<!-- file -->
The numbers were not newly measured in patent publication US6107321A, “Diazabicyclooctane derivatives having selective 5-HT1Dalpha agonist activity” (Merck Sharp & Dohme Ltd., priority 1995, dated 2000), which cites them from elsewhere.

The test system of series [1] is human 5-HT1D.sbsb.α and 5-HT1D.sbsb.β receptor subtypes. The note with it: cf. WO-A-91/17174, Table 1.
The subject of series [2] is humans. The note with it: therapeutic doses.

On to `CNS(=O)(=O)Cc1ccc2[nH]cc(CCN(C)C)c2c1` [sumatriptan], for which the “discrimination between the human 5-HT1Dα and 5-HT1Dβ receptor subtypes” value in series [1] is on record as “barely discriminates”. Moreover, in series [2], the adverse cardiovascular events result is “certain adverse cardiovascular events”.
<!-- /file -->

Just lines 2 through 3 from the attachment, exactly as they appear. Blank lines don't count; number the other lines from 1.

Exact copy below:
The test system of series [1] is human 5-HT1D.sbsb.α and 5-HT1D.sbsb.β receptor subtypes. The note with it: cf. WO-A-91/17174, Table 1.
The subject of series [2] is humans. The note with it: therapeutic doses.